but an articulate proficiency is even better. This articulate proficiency
should not be looked upon as a happy accident, but consciously striven
for in the educational scheme.
It is an elementary need of the age
of science and industry, of management and advertisement, that technical
mastery should be made communicable through language. For a mother
to get her daughter to cook, or a cobbler to get his little son to
take up the family trade, is an entirely different proposition from
attending a school of home craft or leather craft. A wireman or plumber
has been trained solely with visual demonstration, as anyone who has
attempted to get work out of a workman in accordance with precise
instructions can testify.
The situation is equally dismal at
higher levels, if one turns to fields such as classical music, engineering,
law, medicine, and the experimental sciences. If our technicians are
only slightly better than skilled labour, our professionals are often
mere glorified technicians. Not that there are no first-rate technicians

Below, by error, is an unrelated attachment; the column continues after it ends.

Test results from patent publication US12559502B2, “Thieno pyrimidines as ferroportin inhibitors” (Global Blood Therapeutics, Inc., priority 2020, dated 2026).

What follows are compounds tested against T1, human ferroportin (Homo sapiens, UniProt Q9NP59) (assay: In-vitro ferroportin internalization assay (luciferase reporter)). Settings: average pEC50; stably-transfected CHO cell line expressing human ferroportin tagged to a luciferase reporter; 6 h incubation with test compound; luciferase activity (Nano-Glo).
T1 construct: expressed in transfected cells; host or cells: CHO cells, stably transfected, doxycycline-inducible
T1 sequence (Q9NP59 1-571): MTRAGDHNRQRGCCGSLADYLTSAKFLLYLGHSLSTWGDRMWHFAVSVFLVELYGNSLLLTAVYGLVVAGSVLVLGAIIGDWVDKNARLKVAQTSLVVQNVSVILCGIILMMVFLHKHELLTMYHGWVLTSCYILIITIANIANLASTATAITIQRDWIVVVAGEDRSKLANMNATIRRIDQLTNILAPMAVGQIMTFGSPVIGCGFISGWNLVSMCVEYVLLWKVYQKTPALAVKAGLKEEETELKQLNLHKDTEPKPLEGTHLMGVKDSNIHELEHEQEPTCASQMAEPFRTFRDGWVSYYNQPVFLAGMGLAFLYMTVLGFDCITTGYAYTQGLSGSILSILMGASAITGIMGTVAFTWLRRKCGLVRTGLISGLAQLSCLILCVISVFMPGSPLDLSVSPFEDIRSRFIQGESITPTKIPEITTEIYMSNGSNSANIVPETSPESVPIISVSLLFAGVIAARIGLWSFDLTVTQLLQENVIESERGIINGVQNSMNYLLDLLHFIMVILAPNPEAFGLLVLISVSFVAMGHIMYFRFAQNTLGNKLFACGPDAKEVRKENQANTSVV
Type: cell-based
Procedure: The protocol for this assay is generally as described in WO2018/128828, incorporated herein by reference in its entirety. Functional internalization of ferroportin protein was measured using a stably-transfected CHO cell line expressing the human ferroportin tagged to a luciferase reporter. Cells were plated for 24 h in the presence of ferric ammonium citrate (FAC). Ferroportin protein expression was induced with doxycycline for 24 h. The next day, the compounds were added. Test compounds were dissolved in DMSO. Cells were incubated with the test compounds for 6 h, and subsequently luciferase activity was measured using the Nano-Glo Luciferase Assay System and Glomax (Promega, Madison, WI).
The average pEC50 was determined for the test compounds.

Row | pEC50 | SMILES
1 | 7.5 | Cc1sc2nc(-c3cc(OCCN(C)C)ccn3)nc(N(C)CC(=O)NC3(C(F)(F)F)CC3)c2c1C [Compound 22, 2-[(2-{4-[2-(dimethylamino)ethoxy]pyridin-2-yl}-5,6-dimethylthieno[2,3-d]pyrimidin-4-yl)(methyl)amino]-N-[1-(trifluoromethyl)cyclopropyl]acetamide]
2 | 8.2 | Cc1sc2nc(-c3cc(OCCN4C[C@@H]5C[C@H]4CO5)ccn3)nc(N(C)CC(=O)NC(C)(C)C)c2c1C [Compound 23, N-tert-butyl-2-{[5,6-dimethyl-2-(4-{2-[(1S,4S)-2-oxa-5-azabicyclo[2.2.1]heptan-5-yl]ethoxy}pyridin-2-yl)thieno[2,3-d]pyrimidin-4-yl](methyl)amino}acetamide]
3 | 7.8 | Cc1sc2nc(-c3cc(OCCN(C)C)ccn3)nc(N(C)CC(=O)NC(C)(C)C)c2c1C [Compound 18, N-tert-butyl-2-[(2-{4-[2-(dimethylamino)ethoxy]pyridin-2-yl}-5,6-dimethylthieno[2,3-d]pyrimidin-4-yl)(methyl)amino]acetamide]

or professionals in India; but they cannot or will not be ready to
communicate with each other, or with their average co-workers, or
with the intelligent layman. The story of the sure remedies of the
grandma literally dying with her because she did not communicate them,
the evidence for the back-wardness of medical or legal or musical
research in India along side the notable advances in practice are
both typical of the survival of the medieval approach in India. Technical
education and technical advances are not possible without a liberal,
skilled, and articulate use of language.
Not that Indians are never articulate.
Indeed it has often been noticed by the Englishman that while a quarrel
between two English-men is apt to erupt into fisticuffs at short notice,
a quarrel between two Indians has to pass through a mandatory long
bout of verbal abuse before it reaches a grapple – indeed if matters
come to that at all! If one studies the Indians’ verbalization in
the committee room, the assembly hall, the mass meeting, or the newspaper
and magazine columns, one finds that they talk too little, or talk
beside the point. If they talk just right and to the point, they talk
at the wrong forum. How many times has one not seen the noncommittal
committee member making pungent and opposite remarks on the way back
home or in the tearoom? Rather than voice when and where it counts,
Indians resort to silence. Democratic cooperation within a corporate
setting depends much more on linguistic communication than does cooperation